Bavarian nativity figurines

An Egyptian nativity scene

A white nativity scene

A traditional Slovenian corner nativity

After viewing the exhibits, you can take time to sit, reflect, listen to music and sign the visitor book.

The museum is open daily, except Mondays, year round; from April – October from 9am-7pm and from November – March from 9am-6pm.

Visit the basilica’s official website for more information – available in (an impressive!) eight languages.

Whilst in Brezje, you should also take time for a walk around the village to see the basilica, and the giant cross and monument opposite the museum, as well as the village’s other points of interest. The museum is number 4!

In 1988 the then Church of St. Vitus was elevated to the status of minor basilica by Pope John Paul II, who also visited in 1996. The basilica has become a popular pilgrimage destination to where people flock from all over Slovenia and further afield, too.

I have to admit, despite my dislike of the white stuff, Brezje does look lovely in the snow, wouldn’t you agree?

You can also click here to find out more about the basilica, the museum and all of Radovljica’s other cultural and natural sights of interest.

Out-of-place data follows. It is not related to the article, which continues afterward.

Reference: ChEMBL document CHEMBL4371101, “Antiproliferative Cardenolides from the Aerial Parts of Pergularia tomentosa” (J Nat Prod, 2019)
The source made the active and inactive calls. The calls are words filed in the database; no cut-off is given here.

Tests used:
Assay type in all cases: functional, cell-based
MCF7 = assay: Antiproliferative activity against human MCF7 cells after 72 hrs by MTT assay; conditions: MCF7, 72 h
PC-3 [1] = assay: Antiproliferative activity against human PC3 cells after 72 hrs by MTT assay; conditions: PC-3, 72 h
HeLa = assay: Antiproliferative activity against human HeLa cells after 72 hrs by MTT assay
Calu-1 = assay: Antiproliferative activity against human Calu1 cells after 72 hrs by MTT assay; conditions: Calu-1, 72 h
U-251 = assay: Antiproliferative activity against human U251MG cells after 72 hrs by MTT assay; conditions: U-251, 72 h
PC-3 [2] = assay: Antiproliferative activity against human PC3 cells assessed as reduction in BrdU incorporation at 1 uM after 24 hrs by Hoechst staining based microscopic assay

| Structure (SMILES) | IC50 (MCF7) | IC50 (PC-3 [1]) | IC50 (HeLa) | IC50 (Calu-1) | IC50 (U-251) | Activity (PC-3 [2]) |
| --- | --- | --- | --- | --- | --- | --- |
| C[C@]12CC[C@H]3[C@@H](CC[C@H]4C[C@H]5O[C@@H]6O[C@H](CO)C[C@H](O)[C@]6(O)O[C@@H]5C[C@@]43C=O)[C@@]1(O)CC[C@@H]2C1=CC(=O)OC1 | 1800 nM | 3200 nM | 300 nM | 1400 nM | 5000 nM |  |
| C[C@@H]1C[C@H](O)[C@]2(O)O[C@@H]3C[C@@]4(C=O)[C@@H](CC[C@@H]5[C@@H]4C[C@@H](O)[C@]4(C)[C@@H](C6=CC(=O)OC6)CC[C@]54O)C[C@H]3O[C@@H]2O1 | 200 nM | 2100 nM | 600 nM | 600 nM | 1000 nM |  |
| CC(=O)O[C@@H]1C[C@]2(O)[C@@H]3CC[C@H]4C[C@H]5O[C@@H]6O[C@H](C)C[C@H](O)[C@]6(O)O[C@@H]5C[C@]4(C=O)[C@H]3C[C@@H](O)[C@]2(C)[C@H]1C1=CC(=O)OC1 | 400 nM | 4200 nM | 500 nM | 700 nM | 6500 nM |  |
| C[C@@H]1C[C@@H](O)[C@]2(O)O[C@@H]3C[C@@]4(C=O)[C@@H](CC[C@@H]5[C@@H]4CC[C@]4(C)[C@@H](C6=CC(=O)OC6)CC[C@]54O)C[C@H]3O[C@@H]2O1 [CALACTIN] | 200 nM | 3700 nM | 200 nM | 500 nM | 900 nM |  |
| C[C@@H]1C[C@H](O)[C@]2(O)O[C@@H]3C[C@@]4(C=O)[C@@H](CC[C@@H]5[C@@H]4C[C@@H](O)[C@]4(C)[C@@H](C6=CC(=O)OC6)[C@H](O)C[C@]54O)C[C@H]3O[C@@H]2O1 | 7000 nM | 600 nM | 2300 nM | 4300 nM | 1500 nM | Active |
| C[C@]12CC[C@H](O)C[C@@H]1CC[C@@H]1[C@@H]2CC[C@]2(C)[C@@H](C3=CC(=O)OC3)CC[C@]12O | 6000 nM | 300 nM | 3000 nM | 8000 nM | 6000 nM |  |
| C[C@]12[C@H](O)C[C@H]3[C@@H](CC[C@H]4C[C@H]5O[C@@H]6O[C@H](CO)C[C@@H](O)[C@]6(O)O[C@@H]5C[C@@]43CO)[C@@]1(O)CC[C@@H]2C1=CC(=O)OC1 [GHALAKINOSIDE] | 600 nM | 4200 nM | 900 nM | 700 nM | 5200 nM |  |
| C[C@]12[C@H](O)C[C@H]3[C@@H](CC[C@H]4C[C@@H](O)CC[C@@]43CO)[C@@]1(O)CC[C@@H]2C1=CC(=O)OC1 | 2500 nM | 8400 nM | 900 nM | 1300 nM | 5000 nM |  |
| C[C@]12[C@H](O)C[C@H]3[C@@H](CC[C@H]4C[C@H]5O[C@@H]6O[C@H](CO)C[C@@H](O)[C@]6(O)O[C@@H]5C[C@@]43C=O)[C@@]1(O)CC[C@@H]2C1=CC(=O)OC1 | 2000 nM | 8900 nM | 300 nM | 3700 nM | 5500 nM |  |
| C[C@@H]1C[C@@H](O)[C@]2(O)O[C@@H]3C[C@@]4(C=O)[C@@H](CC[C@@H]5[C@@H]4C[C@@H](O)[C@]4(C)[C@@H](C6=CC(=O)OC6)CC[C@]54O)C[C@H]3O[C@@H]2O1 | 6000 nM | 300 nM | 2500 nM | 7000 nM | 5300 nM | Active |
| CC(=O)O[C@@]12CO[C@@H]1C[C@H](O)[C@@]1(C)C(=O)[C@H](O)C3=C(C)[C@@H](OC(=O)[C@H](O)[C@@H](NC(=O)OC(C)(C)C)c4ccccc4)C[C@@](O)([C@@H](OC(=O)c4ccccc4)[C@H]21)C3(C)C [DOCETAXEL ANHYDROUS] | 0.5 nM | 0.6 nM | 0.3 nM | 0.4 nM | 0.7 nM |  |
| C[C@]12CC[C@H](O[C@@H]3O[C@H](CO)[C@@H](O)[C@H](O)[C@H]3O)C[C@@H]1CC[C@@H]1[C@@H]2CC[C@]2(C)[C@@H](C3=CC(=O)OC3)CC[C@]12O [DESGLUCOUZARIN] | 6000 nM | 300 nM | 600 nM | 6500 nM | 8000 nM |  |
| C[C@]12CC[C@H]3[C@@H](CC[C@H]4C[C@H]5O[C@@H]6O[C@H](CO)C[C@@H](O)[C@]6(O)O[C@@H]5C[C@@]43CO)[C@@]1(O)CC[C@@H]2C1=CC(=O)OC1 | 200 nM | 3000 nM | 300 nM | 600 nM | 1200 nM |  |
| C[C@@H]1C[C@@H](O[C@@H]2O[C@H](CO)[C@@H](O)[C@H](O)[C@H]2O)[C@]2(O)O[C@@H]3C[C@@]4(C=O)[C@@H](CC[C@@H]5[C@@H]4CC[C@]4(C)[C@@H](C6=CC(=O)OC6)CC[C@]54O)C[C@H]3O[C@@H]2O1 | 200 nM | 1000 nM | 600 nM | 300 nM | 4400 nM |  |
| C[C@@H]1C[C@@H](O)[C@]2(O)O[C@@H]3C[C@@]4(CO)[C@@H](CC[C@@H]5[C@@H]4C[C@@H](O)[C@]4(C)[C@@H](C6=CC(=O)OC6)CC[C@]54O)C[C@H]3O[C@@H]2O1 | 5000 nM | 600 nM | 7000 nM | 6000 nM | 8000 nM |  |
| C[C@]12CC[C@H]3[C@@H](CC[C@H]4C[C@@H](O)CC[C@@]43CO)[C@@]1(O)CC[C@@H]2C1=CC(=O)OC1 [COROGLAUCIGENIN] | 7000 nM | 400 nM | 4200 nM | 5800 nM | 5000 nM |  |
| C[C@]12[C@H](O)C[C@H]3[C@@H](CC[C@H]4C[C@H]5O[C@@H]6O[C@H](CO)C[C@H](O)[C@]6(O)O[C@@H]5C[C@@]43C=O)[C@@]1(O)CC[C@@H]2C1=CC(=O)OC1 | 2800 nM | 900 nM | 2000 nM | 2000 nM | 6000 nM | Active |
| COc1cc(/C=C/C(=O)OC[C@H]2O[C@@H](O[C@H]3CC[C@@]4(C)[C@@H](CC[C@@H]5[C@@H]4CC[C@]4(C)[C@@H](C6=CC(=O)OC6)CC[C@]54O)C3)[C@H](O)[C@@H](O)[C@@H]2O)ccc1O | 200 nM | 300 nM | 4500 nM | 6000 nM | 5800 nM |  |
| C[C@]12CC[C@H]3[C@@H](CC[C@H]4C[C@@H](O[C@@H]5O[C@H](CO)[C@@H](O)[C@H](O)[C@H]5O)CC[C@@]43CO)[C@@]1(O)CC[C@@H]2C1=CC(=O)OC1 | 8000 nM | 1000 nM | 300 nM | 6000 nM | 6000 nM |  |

© Adele in Slovenia

Slovenian Beekeeping: Bee our Guest!

This week I’d like to bring you some exciting news about a great new initiative and book – both on the theme of beekeeping – something at which Slovenia excels. Despite not being a beekeeper myself, since living in Slovenia I have become acutely aware of the importance that bees play in the world and, I believe, it’s something that should be of great importance to us all. Read on…!

Photo: S Senica

The Radovljica area has long been known for its ‘sweet’ traditions, primarily beekeeping-related, as well as chocolate in recent years thanks to the very popular Radovljica Chocolate Festival! Radovljica’s old town is home to the Museum of Apiculture, whilst the Beekeeping Education Centre of Gorenjska is situated in nearby Lesce.

Now, a new initiative has been launched to unite and promote Slovenian beekeeping in the Upper Gorenjska regionBEE OUR GUEST!

Photo: S Senica

BEE OUR GUEST is a collaboration between the municipalities of Bohinj, Bled, Gorje, Žirovnica, Radovljica and Kranjska Gora, and its aim is to acquaint visitors with Slovenian beekeeping in the Upper Gorenjska region, as well as offer information, tours and packages that combine beekeeping with the region’s other numerous sights and attractions. Thus, Bee Our Guest offers something for all those who want to see and experience a different side of the area’s natural beauty – whether you are a beekeeping enthusiast or just a lover of nature and all things ‘sweet’!

The Museum of Apiculture is located in the magnificent Radovljica Mansion in the heart of Radovljica’s old town centre, where, amongst other exhibits, you can see a rich collection of hand-painted beehive front panels, including the oldest in the world; each of the panels tells its own story!